Why Are US Stocks & The US Dollar Rising?
Is the US dollar fundamentally flawed? We think so.
Is the US economy fundamentally in trouble? We think so.
So why are these markets rising day after day, month after month? Before we answer that question we want to address the following error that we think the typical investor makes. Turn on the news and an investor will hear the exact reason the market rose or dropped on any given day. How can this be possible? When we hear these explanations we ask ourselves:
1) Is it that simple? With trillions of dollars floating around the global markets how can the local news or an analyst so simply “enlighten” us by explaining exactly why the Dow Jones rose or fell.
2) If analysts can conclude simple ‘cause and effect’ relationships between daily events and market movements, why can’t this same logic provide better forecasting results?
3) Does that information help investors or distract investors and cause them to look in the wrong places for market movement insight?
It is our opinion that the markets are too large and too complex to explain short term movements with basic, every day events that make the news. We feel that following this kind of short term analysis leaves an investor confused, and constantly chasing meaningless leads.
We believe the following:
The investment markets move more like flowing water (capital) searching for lower ground (value). When a market has fallen out of favor and has fallen low enough, capital will flow in the direction of the undervalued market, causing it to rise.
FROM 1970 – 1980:
FROM 1980 – 2000:
FROM 2000 – CURRENT:
CAPITAL FLOW SUMMARY:
So what does this mean and how can we profit from this understanding?
We are interested in where money is flowing from a long term and intermediate term perspective. Focusing on the big picture helps us to add capital to our positions near lower risk opportunities and it also helps prevent getting caught up in the short term, day to day “noise”.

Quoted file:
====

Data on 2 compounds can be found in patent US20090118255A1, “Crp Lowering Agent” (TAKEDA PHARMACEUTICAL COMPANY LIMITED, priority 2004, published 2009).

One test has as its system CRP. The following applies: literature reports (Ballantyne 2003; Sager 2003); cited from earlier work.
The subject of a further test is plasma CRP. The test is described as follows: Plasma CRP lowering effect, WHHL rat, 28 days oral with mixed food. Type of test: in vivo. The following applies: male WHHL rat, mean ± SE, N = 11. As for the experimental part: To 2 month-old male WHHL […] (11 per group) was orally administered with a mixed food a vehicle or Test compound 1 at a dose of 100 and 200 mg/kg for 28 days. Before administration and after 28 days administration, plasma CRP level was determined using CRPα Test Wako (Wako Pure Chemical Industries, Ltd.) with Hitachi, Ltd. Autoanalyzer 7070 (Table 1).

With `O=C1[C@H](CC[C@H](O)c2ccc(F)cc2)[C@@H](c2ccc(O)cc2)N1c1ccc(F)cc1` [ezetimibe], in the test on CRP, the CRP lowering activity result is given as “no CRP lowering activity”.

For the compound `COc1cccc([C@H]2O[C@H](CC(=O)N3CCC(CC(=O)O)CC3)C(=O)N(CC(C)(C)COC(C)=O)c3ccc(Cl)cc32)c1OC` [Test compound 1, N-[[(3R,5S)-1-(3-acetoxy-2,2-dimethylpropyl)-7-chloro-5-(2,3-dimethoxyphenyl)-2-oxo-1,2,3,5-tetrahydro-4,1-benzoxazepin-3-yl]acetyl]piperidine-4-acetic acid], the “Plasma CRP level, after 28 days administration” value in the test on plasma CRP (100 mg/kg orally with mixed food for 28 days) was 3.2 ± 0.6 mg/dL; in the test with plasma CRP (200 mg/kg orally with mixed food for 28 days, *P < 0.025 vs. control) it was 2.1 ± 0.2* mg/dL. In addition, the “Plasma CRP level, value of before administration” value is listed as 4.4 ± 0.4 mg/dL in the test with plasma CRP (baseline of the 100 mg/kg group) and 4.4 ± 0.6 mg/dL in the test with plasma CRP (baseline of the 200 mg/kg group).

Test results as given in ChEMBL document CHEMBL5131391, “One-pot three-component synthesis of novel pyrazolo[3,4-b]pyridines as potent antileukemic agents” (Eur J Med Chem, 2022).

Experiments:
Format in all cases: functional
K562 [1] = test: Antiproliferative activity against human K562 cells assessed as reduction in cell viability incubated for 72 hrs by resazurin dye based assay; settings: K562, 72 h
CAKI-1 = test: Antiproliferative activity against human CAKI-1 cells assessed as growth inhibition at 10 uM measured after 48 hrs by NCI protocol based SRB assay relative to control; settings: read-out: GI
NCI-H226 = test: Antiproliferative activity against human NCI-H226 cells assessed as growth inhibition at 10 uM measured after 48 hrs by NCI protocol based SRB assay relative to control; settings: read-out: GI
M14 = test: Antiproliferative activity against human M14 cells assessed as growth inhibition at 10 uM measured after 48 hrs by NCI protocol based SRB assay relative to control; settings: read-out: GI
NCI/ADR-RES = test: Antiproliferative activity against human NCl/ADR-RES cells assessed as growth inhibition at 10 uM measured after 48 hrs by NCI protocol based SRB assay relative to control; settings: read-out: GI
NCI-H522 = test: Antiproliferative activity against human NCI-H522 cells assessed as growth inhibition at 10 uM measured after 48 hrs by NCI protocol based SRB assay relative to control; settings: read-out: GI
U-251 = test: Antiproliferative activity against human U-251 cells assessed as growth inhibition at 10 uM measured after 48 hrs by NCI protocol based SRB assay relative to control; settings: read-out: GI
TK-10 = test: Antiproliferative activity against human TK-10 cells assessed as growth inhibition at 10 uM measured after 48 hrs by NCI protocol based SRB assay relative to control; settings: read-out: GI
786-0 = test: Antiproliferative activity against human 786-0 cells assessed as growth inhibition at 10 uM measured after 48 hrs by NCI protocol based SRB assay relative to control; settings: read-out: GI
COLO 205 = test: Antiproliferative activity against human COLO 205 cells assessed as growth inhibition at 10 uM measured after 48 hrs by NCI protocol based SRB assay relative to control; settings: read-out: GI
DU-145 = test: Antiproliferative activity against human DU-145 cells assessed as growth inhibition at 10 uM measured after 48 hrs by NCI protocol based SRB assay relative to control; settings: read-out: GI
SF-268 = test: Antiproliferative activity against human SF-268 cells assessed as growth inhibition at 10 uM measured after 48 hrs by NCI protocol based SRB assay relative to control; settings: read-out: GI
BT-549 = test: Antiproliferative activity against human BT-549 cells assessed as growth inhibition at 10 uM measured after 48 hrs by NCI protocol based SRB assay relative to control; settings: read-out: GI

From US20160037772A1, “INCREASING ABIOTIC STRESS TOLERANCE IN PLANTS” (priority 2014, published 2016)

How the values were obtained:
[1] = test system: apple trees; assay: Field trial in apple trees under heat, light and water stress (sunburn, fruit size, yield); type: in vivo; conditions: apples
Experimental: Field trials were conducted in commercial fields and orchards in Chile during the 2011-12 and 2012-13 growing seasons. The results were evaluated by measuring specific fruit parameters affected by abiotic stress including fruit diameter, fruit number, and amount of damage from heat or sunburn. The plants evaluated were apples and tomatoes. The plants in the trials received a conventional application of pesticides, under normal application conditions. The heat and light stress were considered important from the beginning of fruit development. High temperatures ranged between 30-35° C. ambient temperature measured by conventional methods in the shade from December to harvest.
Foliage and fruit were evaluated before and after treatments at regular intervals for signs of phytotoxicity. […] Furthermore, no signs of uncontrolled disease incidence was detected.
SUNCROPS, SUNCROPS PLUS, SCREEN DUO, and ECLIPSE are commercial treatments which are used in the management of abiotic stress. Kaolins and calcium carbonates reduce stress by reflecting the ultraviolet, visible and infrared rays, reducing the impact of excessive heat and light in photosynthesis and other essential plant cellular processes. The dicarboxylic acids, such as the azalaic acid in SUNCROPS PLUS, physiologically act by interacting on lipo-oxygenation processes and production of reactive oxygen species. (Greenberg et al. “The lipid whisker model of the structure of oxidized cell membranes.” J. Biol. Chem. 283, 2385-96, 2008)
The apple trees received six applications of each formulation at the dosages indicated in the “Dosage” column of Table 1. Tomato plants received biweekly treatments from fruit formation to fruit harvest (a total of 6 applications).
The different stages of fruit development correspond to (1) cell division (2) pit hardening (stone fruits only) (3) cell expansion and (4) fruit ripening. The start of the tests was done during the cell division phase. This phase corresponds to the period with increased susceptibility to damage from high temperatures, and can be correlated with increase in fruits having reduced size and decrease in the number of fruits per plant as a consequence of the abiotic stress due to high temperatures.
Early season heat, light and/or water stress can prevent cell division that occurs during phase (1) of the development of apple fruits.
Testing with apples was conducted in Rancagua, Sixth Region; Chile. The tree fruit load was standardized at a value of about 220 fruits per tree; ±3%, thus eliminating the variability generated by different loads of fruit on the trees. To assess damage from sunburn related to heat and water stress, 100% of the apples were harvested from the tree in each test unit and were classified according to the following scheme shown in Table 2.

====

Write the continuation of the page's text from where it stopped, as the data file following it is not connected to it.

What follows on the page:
So why are the US dollar and the various US stock markets rising?
In our opinion capital flows in and out of various markets similar to water splashing around in a pan. For example, the markets just experienced a massive, historic drop in 2008. The wave of capital rushing out of the market moved too far, too quickly. The result was a massive “splash back” as capital flooded back into the market, creating a sharp rise. Similarly the US dollar had been falling in value relative to nearly all currencies and assets for many years. Markets are cyclical and even the US dollar will not drop in a straight line. The result is a rebounding dollar that bounces higher as the Euro and other currencies take their cyclical turn lower. In the long term, fundamentals do drive the markets; however capital is constantly sloshing in and out of the markets on a short, intermediate and long term perspective.
It is our opinion that it is more important to watch where the money is flowing on a macro scale than what the next “Unemployment” or “CPI” figures are. We believe the commodities long term bull market is well in tact but that does not mean it will be heading up in a straight line; as markets never do. We have designed a series of proprietary indicators that are designed to help determine lower risk and higher reward opportunities from a long and intermediate term perspective.
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April 22, 2010
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